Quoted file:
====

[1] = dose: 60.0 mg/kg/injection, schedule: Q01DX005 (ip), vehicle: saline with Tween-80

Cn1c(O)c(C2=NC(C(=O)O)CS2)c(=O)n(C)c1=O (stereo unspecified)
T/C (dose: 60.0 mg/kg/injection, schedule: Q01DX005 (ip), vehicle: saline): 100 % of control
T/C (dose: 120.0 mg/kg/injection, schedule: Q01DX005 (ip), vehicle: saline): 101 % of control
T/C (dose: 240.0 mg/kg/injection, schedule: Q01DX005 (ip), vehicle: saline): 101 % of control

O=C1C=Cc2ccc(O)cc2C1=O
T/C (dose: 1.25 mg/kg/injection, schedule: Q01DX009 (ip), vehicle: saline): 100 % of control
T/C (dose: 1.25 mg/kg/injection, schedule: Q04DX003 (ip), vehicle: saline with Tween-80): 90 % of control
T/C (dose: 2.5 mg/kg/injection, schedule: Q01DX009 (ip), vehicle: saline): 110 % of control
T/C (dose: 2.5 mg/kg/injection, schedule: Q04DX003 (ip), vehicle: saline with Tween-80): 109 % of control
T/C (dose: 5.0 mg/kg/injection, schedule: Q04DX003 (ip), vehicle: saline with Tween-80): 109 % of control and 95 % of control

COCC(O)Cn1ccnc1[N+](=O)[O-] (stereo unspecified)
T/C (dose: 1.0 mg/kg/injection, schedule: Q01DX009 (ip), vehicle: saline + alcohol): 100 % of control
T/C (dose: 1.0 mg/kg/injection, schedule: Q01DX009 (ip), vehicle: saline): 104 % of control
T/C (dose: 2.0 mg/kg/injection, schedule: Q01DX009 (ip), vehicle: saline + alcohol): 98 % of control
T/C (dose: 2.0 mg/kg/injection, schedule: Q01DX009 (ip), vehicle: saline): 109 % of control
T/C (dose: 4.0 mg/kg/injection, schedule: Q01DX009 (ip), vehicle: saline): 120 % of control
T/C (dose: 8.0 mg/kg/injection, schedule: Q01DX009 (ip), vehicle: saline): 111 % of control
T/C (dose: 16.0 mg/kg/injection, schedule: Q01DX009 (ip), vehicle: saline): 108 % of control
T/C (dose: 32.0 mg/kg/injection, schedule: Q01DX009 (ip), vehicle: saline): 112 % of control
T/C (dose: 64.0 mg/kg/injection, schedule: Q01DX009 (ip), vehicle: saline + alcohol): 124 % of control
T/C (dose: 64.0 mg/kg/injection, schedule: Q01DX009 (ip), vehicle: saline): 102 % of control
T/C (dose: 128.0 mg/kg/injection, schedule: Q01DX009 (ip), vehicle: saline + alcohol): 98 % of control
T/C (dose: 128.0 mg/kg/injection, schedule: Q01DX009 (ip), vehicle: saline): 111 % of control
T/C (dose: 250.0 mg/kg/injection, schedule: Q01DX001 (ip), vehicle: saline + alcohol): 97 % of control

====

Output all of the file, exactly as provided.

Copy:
[1] = dose: 60.0 mg/kg/injection, schedule: Q01DX005 (ip), vehicle: saline with Tween-80

Cn1c(O)c(C2=NC(C(=O)O)CS2)c(=O)n(C)c1=O (stereo unspecified)
T/C (dose: 60.0 mg/kg/injection, schedule: Q01DX005 (ip), vehicle: saline): 100 % of control
T/C (dose: 120.0 mg/kg/injection, schedule: Q01DX005 (ip), vehicle: saline): 101 % of control
T/C (dose: 240.0 mg/kg/injection, schedule: Q01DX005 (ip), vehicle: saline): 101 % of control

O=C1C=Cc2ccc(O)cc2C1=O
T/C (dose: 1.25 mg/kg/injection, schedule: Q01DX009 (ip), vehicle: saline): 100 % of control
T/C (dose: 1.25 mg/kg/injection, schedule: Q04DX003 (ip), vehicle: saline with Tween-80): 90 % of control
T/C (dose: 2.5 mg/kg/injection, schedule: Q01DX009 (ip), vehicle: saline): 110 % of control
T/C (dose: 2.5 mg/kg/injection, schedule: Q04DX003 (ip), vehicle: saline with Tween-80): 109 % of control
T/C (dose: 5.0 mg/kg/injection, schedule: Q04DX003 (ip), vehicle: saline with Tween-80): 109 % of control and 95 % of control

COCC(O)Cn1ccnc1[N+](=O)[O-] (stereo unspecified)
T/C (dose: 1.0 mg/kg/injection, schedule: Q01DX009 (ip), vehicle: saline + alcohol): 100 % of control
T/C (dose: 1.0 mg/kg/injection, schedule: Q01DX009 (ip), vehicle: saline): 104 % of control
T/C (dose: 2.0 mg/kg/injection, schedule: Q01DX009 (ip), vehicle: saline + alcohol): 98 % of control
T/C (dose: 2.0 mg/kg/injection, schedule: Q01DX009 (ip), vehicle: saline): 109 % of control
T/C (dose: 4.0 mg/kg/injection, schedule: Q01DX009 (ip), vehicle: saline): 120 % of control
T/C (dose: 8.0 mg/kg/injection, schedule: Q01DX009 (ip), vehicle: saline): 111 % of control
T/C (dose: 16.0 mg/kg/injection, schedule: Q01DX009 (ip), vehicle: saline): 108 % of control
T/C (dose: 32.0 mg/kg/injection, schedule: Q01DX009 (ip), vehicle: saline): 112 % of control
T/C (dose: 64.0 mg/kg/injection, schedule: Q01DX009 (ip), vehicle: saline + alcohol): 124 % of control
T/C (dose: 64.0 mg/kg/injection, schedule: Q01DX009 (ip), vehicle: saline): 102 % of control
T/C (dose: 128.0 mg/kg/injection, schedule: Q01DX009 (ip), vehicle: saline + alcohol): 98 % of control
T/C (dose: 128.0 mg/kg/injection, schedule: Q01DX009 (ip), vehicle: saline): 111 % of control
T/C (dose: 250.0 mg/kg/injection, schedule: Q01DX001 (ip), vehicle: saline + alcohol): 97 % of control